Wednesday, April 4, 2012

NONVIOLENT OVERTHROW OF VIOLENCE

Walter Wink's insights deserve our attention and responses


WHEN THE POWERS FALL. The following excerpts are from When the Powers Fall: Reconciliation in the Healing of Nations by Walter Wink (Fortress Press, 1998). These quotes/notes are from the first section of the book, which critiques power and offers the alternative Jesus expressed. Wink’s insight and proposals for reconciliation among nations has a particular ring of truth and challenge since 9/11. Wink has taken up where William Stringfellow left off in grappling with “the principalities and powers.” His trilogy--Naming the Powers, Unmasking the Powers, and Engaging the Powers--is essential reading for those who take the future of the world seriously.


JESUS VS THE DOMINATION SYSTEM. Wink points out that a world-wide system of domination is the problem, not just periodic expressions of it, like Rome in Jesus’ day. “Jesus’ message has traditionally been treated as timeless, eternal, contextless teaching proclaimed in a sociopolitical vacuum,” writes Wink. “But his teaching and deeds are directed at a specific context: the Domination System. Jesus’ message is a context-specific remedy for the evils of domination. God is not simply attempting to rescue individuals from their sufferings at the hands of an unjust system, but to transform the system so as to make and keep human life more human.”


CHANGING THE VALUES. “Jesus does not condemn ambition or aspiration; he merely changes the values to which they are attached: ‘Whoever wants to be first must be last of all and servant of all.’ He does not reject power, but only its use to dominate others. He does not reject greatness, but finds it in identification and solidarity with the needy at the bottom of society (Matt. 5:3-12/Luke 6:20-23). He does not renounce heroism, but expresses it by repudiating the powers of death and confronting the entrenched might of the authorities, unarmed.” Jesus’ words and deeds “repudiate the very premises on which domination is based: the right of some to lord it over others by means of power, wealth, shaming, or titles.”


ENDING ECONOMIC EXPLOITATION. “Economic inequalities are the basis of domination. Domination hierarchies, ranking, and classism are all built on power provided by accumulated wealth. Thus Jesus’ gospel is founded on economic justice. Breaking with domination means ending the economic exploitation of the many by the few. His followers were to begin living now ‘as if’ the new order had already come, seeking first God’s reign and God’s justice. It is not described as coming from on high down to earth; it rises quietly and imperceptibly out of the land. It is established, not by aristocrats and military might, but by ineluctable process of growth from below, among the common people.”


NONVIOLENT OVERTHROW OF EVIL. “An egalitarian society presupposes nonviolence, for violence is the way some are able to deprive others of what is justly theirs. Inequality can only be maintained by violence. The root of violence, moreover, is domination. Turning the other cheek to a ‘superior’ who has backhanded an ‘inferior’ is an act of defiance, not submission; stripping naked when a creditor demands one’s outer garment brings down shame on the head of the creditor causing the poor debtor’s nakedness; carrying a soldier’s pack a second mile would put him in violation of military law (Matt. 5:39-41). These acts do not at all mean acquiescing passively to evil, but are studied and deliberate ways of seizing the initiative and overthrowing evil by the force of its own momentum.”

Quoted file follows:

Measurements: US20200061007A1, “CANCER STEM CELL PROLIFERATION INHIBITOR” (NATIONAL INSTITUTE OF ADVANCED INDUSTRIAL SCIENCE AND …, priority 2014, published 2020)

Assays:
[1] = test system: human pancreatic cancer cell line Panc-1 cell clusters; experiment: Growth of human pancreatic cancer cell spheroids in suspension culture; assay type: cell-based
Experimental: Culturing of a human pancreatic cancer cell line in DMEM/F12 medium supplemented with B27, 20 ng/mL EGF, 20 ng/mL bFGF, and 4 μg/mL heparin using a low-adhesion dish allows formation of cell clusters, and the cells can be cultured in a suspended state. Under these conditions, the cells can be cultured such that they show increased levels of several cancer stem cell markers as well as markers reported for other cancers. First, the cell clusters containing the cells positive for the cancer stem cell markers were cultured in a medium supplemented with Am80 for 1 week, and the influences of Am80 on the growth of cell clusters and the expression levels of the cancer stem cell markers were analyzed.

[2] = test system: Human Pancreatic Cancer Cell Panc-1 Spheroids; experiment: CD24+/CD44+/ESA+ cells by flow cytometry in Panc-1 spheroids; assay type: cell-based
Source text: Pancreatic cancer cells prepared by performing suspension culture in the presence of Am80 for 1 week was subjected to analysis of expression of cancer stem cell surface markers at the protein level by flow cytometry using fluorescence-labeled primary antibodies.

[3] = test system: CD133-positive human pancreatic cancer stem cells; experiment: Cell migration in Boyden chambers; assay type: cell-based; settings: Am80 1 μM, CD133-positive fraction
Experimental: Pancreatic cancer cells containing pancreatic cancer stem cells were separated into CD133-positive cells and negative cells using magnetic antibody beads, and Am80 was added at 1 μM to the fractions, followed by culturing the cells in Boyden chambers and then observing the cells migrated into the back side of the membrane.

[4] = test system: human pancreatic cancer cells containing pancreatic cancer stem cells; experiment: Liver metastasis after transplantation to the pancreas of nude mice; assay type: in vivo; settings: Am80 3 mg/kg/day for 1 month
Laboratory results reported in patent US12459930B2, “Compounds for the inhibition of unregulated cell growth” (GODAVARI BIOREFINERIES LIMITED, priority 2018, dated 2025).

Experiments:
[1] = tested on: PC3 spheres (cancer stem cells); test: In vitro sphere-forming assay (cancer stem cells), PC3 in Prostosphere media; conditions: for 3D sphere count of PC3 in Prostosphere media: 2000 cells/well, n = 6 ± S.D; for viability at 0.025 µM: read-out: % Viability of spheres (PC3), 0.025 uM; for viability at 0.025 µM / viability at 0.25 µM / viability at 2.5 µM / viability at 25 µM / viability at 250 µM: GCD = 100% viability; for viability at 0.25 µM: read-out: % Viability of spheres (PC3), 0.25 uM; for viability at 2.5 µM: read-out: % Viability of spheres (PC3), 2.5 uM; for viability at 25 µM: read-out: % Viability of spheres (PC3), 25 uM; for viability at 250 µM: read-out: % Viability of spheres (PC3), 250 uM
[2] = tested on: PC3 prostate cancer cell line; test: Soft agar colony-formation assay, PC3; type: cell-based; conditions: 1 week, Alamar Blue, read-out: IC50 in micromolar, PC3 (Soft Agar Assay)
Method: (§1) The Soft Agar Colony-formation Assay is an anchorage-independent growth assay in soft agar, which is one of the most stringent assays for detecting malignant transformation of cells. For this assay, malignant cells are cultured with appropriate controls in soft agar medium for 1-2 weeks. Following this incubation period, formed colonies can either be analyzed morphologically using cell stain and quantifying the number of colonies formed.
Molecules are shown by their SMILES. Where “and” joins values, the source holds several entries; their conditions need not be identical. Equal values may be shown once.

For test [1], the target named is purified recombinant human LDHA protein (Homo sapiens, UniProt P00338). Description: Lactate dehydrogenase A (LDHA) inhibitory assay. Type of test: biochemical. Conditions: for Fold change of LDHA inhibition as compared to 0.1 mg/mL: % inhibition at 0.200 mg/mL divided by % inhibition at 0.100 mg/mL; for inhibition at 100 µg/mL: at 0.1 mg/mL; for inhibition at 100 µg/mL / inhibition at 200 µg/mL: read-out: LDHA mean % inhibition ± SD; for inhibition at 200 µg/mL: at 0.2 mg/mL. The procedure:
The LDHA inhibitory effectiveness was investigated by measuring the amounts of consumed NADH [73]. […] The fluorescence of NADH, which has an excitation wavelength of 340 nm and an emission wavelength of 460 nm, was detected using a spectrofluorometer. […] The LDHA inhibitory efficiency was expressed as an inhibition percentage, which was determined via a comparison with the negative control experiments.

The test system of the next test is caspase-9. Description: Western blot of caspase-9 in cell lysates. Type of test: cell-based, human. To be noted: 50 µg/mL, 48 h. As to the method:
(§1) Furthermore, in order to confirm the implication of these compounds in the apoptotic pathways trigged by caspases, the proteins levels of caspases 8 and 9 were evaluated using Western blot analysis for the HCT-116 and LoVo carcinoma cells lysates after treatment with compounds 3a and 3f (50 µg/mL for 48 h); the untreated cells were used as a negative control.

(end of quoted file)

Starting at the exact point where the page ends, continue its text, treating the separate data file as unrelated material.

WITHOUT BECOMING EVIL IN THE PROCESS. “The last supper and the crucifixion display Jesus’ nonviolent breaking of the spiral of violence by absorbing its momentum with his own body. What Jesus distilled from the long experience of his people in violent and nonviolent resistance was a way of opposing evil without becoming evil in the process. He advocated means consistent with the desired end: a society of justice, peace, and equality free of authoritarianism, oppression, and ranking. His method and his goal incarnated God’s domination-free order.”


GOD’S REIGN DESCRIBED. “What is God’s reign? It is the transformation of the Domination System into a nonviolent, humane, ecologically sustainable, livable environment fashioned to enable people to grow and grow well. That is a message so elementary that even a child can understand it. For children it means, among other things, no more beatings; for women, as a bare minimum, no more battering and rape; for men, as a gospel imperative, no more exploitation, violence, and war.”


DOMINATION AND THE CHURCH. “The failure of churches to continue Jesus’ struggle to overcome domination is one of the most damning apostasies in its history. With some thrilling exceptions, the churches of the world have never yet decided that domination is wrong. Even in countries where the churches have been deeply identified with revolution, there has been a tendency to focus on only one aspect of domination, such as political freedom, and to ignore economic injustices, authoritarianism, the immorality of war, domestic violence, gender inequality, hierarchicalism, patriarchy, and the physical and sexual abuse of children. We have tried to take on evil piecemeal.”


SEEING A SINGLE FRONT. “While it is true that we cannot take on everything, we have not always located our struggles within Jesus’ total project: the overcoming of the Domination System itself. Jesus’ vision of a domination-free order enables us to see every struggle against injustice, illness, and greed as part of a single front, and gives us a perspective that links us to everyone engaged in similar struggles.”

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